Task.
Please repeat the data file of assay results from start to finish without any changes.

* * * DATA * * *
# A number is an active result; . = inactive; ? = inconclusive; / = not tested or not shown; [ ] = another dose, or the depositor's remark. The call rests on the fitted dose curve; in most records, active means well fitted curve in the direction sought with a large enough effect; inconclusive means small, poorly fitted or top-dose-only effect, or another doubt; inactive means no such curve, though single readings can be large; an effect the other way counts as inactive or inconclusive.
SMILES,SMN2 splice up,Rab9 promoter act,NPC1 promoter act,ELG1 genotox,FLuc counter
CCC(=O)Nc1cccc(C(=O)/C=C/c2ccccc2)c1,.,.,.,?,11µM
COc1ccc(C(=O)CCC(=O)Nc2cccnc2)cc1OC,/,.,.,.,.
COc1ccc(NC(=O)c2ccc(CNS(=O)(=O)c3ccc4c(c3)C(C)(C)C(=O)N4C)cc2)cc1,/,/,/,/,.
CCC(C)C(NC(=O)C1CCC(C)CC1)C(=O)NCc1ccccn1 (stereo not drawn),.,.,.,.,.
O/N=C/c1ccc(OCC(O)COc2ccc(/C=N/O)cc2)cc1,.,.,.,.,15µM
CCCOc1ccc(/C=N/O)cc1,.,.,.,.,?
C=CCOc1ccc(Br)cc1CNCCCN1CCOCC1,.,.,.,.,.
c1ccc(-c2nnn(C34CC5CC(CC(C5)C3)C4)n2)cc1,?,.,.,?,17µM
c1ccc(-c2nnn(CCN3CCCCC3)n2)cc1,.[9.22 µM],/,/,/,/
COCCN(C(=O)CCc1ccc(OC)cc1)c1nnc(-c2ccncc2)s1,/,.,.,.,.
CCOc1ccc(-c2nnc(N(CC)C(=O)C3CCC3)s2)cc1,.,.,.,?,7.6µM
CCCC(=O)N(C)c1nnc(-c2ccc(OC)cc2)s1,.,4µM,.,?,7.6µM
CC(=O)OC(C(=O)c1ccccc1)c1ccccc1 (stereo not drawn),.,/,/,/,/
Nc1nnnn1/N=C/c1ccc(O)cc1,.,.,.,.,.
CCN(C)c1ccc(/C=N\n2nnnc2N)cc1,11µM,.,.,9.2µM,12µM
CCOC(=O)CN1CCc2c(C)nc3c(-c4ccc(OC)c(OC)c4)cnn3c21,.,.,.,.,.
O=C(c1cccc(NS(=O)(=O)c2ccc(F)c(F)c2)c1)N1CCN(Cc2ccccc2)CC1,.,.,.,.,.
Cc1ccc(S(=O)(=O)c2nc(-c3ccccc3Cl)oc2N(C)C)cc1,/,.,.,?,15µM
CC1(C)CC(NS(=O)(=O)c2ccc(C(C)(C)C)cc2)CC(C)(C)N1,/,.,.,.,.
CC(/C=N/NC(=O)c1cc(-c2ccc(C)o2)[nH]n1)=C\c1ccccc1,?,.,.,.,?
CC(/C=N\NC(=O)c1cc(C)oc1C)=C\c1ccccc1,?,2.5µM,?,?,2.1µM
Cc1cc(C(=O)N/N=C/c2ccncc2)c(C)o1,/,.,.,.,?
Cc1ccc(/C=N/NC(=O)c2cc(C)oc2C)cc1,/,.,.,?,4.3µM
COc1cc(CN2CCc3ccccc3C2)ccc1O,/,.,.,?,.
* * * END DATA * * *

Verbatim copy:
# A number is an active result; . = inactive; ? = inconclusive; / = not tested or not shown; [ ] = another dose, or the depositor's remark. The call rests on the fitted dose curve; in most records, active means well fitted curve in the direction sought with a large enough effect; inconclusive means small, poorly fitted or top-dose-only effect, or another doubt; inactive means no such curve, though single readings can be large; an effect the other way counts as inactive or inconclusive.
SMILES,SMN2 splice up,Rab9 promoter act,NPC1 promoter act,ELG1 genotox,FLuc counter
CCC(=O)Nc1cccc(C(=O)/C=C/c2ccccc2)c1,.,.,.,?,11µM
COc1ccc(C(=O)CCC(=O)Nc2cccnc2)cc1OC,/,.,.,.,.
COc1ccc(NC(=O)c2ccc(CNS(=O)(=O)c3ccc4c(c3)C(C)(C)C(=O)N4C)cc2)cc1,/,/,/,/,.
CCC(C)C(NC(=O)C1CCC(C)CC1)C(=O)NCc1ccccn1 (stereo not drawn),.,.,.,.,.
O/N=C/c1ccc(OCC(O)COc2ccc(/C=N/O)cc2)cc1,.,.,.,.,15µM
CCCOc1ccc(/C=N/O)cc1,.,.,.,.,?
C=CCOc1ccc(Br)cc1CNCCCN1CCOCC1,.,.,.,.,.
c1ccc(-c2nnn(C34CC5CC(CC(C5)C3)C4)n2)cc1,?,.,.,?,17µM
c1ccc(-c2nnn(CCN3CCCCC3)n2)cc1,.[9.22 µM],/,/,/,/
COCCN(C(=O)CCc1ccc(OC)cc1)c1nnc(-c2ccncc2)s1,/,.,.,.,.
CCOc1ccc(-c2nnc(N(CC)C(=O)C3CCC3)s2)cc1,.,.,.,?,7.6µM
CCCC(=O)N(C)c1nnc(-c2ccc(OC)cc2)s1,.,4µM,.,?,7.6µM
CC(=O)OC(C(=O)c1ccccc1)c1ccccc1 (stereo not drawn),.,/,/,/,/
Nc1nnnn1/N=C/c1ccc(O)cc1,.,.,.,.,.
CCN(C)c1ccc(/C=N\n2nnnc2N)cc1,11µM,.,.,9.2µM,12µM
CCOC(=O)CN1CCc2c(C)nc3c(-c4ccc(OC)c(OC)c4)cnn3c21,.,.,.,.,.
O=C(c1cccc(NS(=O)(=O)c2ccc(F)c(F)c2)c1)N1CCN(Cc2ccccc2)CC1,.,.,.,.,.
Cc1ccc(S(=O)(=O)c2nc(-c3ccccc3Cl)oc2N(C)C)cc1,/,.,.,?,15µM
CC1(C)CC(NS(=O)(=O)c2ccc(C(C)(C)C)cc2)CC(C)(C)N1,/,.,.,.,.
CC(/C=N/NC(=O)c1cc(-c2ccc(C)o2)[nH]n1)=C\c1ccccc1,?,.,.,.,?
CC(/C=N\NC(=O)c1cc(C)oc1C)=C\c1ccccc1,?,2.5µM,?,?,2.1µM
Cc1cc(C(=O)N/N=C/c2ccncc2)c(C)o1,/,.,.,.,?
Cc1ccc(/C=N/NC(=O)c2cc(C)oc2C)cc1,/,.,.,?,4.3µM
COc1cc(CN2CCc3ccccc3C2)ccc1O,/,.,.,?,.